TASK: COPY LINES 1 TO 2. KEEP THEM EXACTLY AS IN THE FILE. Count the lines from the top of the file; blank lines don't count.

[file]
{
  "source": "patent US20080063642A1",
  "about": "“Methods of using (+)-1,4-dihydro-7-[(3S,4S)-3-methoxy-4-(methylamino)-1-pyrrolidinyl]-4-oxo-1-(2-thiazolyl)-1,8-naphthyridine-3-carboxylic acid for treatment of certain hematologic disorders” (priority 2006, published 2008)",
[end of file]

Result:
{
  "source": "patent US20080063642A1",